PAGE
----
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Artisan Home Entertainment presents
Silent Predators (1999)

"It's too small for a alligator, too big for a lizard. What is it? A baby dinosaur?"
- Stranded Motorist (Paul Tassone)

Review By: Jesse Shanks   
Published: October 23, 2003

Stars: Harry Hamlin, Shannon Sturges, Patty McCormack, Jack Scalia
Director: Noel Nosseck

MPAA Rating: Not Rated for (some intense scenes)
Run Time: 01h:30m:29s
Release Date: August 19, 2003
UPC: 707729143239
Genre: horror


Style
Grade
Substance
Grade
Image Transfer
Grade
Audio Transfer
Grade
Extras
Grade
C+ B-C+B+ D

DVD Review

Back in the 1950s, fear of the affect of nuclear radiation led to a series of films that featured mutated insects and animals that maraud through the countryside or desert in hideous matte shots looming over screaming humans. Ants, rabbits, spiders, etc. all had their run. This gave way in the '60s to the concept of nature fighting back against the perfidy of world-destroying man. Even this gave away to a more mindless type of thing, sort of a less intelligent Alien-ish concept in which an "unknown force or thing" is attacking for no apparent reason. Fortunately, Silent Predators fall somewhere in a more positive area of the genre.

The relative intelligence of the teleplay is probably due to the writing credit given to John Carpenter. Known for directing and producing, Carpenter is responsible for the Halloween series, Escape from New York and Escape from L.A., as well as the recent Ghosts of Mars and Vampires. Here his story is realized on a low, low budget by professionals who turn out a solid product.

A sleepy little backwoods California town has fallen victim to a developer, who is determined to throw up cookie cutter homes for sale to the masses. The film uses the Jaws formula for the first two thirds and then changes to a kind of "Indiana Jones and the Cave of Snakes" as a rescue finale. A large part of the watchability of Silent Predators is the solidly professional acting, in what could have been a ludicrous experience, of Harry Hamlin as the heroic but troubled fireman who has moved to this small town under a mysterious cloud, and Jack Scalia as the unscrupulous, fast-talking salesman who is determined to build and sell his houses no matter what the obstacle. Against a relatively unknown cast of TV movie drones, they shine for bringing to life two characters in typical a TV movie setting. Hamlin starred in the successful television drama LA Law, but his film career never quite took off (except for the cult class Clash of the Titans). Scalia has appeared in numerous B-Films and always turns in a quality performance.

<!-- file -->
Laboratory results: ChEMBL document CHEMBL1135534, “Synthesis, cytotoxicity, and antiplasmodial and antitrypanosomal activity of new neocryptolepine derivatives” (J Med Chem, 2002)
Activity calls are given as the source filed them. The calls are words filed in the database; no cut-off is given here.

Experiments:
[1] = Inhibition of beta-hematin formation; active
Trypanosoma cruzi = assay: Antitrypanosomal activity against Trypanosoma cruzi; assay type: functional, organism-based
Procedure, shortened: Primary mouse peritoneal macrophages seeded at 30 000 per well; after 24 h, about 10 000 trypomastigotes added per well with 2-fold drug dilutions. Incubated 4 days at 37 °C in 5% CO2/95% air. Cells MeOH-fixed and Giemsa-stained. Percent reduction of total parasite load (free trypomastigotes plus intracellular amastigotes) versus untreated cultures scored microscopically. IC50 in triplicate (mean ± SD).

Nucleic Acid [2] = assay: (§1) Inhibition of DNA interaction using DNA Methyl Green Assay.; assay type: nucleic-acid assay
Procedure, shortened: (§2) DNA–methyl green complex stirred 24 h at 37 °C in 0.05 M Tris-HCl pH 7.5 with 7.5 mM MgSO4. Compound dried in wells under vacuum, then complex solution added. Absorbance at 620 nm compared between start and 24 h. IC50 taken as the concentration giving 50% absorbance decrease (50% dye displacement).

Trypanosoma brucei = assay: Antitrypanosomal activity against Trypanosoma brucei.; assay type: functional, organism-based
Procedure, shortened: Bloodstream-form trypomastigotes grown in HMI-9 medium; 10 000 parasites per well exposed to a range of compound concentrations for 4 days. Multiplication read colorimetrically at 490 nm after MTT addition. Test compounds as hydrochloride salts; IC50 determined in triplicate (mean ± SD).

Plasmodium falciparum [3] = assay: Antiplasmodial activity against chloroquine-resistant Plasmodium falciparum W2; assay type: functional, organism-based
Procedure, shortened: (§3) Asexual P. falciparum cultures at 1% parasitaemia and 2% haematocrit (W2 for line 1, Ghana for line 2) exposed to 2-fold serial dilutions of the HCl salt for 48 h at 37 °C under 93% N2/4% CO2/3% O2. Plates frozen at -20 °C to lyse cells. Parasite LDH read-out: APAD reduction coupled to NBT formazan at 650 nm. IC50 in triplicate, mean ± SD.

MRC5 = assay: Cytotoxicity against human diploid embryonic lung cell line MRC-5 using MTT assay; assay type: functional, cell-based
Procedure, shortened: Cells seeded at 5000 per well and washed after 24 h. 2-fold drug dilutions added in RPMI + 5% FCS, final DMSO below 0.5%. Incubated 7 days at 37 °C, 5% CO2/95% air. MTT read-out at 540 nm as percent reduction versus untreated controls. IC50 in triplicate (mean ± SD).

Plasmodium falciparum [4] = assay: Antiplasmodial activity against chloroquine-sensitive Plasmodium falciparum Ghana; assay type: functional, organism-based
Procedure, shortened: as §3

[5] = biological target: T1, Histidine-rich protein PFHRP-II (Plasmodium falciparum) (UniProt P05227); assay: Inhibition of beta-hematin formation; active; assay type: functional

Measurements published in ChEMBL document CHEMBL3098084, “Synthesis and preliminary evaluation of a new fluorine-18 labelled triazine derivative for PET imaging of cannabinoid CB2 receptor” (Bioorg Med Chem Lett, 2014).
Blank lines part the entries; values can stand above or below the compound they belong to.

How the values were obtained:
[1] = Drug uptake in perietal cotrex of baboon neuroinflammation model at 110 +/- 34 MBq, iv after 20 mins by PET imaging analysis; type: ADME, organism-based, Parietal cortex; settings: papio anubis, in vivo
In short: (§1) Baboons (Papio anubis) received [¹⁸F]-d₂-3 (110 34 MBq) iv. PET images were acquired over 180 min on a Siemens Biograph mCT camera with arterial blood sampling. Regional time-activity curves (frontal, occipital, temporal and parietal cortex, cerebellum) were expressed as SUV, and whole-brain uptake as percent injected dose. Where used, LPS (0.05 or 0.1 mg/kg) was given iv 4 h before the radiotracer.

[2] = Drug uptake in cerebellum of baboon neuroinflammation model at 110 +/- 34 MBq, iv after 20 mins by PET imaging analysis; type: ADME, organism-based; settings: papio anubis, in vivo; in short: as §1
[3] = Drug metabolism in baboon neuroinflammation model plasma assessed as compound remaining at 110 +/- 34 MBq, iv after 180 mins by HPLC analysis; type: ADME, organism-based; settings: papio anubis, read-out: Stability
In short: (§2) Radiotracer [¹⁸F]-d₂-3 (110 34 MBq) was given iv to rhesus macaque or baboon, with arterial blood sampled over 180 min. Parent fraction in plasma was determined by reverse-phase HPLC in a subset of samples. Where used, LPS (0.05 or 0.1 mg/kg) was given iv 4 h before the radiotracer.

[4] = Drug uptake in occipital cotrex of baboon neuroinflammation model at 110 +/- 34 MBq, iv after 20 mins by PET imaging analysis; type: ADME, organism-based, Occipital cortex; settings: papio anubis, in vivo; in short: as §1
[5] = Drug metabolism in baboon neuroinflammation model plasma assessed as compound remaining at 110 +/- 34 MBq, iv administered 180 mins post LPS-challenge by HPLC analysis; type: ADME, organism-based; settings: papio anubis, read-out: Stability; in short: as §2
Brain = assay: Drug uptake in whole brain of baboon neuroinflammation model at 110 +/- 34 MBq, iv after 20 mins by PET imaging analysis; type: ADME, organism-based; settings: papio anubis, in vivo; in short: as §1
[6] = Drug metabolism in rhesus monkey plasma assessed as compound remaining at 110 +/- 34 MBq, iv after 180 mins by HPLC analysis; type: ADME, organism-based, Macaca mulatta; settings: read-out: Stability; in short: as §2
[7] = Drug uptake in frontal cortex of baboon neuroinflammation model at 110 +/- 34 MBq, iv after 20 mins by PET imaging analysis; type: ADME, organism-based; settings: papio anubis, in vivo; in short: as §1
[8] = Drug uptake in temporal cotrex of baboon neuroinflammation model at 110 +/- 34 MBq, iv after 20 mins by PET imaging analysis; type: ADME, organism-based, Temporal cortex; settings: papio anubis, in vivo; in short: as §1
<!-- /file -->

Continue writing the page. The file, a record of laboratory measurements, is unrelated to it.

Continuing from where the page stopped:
The movie is well paced and the suspense is decently contrived. Snake-eye views of some scenes adds to the suspense interestingly, although it is somewhat of a red herring for motivation on the part of the snakes. The various attacks differ enough from one another to always remain interesting. Especially fun is the snake attack on a little league baseball game. One can quibble about the quality of the special effects, but there is no doubt that a couple of the scenes were decently intense and definitely got me to where I was not looking forward to the next appearance of the snakes.

This is not a great film, but it is a good one in its genre and is definitely worth a rental for a quick shock treat. The main quibble might be that with this soundtrack, the predators are anything but "silent." With it low level of gratuitous violence and decent shock value, this is a good film for kids to get a fright on a Saturday night.

Rating for Style: C+
Rating for Substance: B-

 

Image Transfer

 One
Aspect Ratio1.33:1 - Full Frame
Original Aspect Ratioyes
Anamorphicno


Image Transfer Review: The video transfer is very typical TV-movie quality. This was a low budget film to begin with and this results in a low-budget look with not much post-processing. Much of it looks as if it was grabbed in one take. Full-frame, or "family friendly," Silent Predators is definitely "video" all the way.

Image Transfer Grade: C+

 

Audio Transfer

 LanguageRemote Access
DS 2.0Englishno


Audio Transfer Review: The best part of Silent Predators is the Dolby 2.0 Surround soundtrack. The rattles of the "silent" predators create a constant level of creepy suspense. The music is typical TV-movie stuff, but the sound is decent and not muffled or distorted.

Audio Transfer Grade: B+

 

Disc Extras

Static menu
Scene Access with 16 cues and remote access
Packaging: Amaray
Picture Disc
1 Disc
1-Sided disc(s)
Layers: single

Extras Review: No extras. Look for this one in the cut-out bin, if you want to own it.

Extras Grade: D

 

Final Comments

Silent Predators is a familiar genre with familiar style and familiar faces. Still, it manages to score a little higher than its fellow creaure features. Worth a rental, at least.

 


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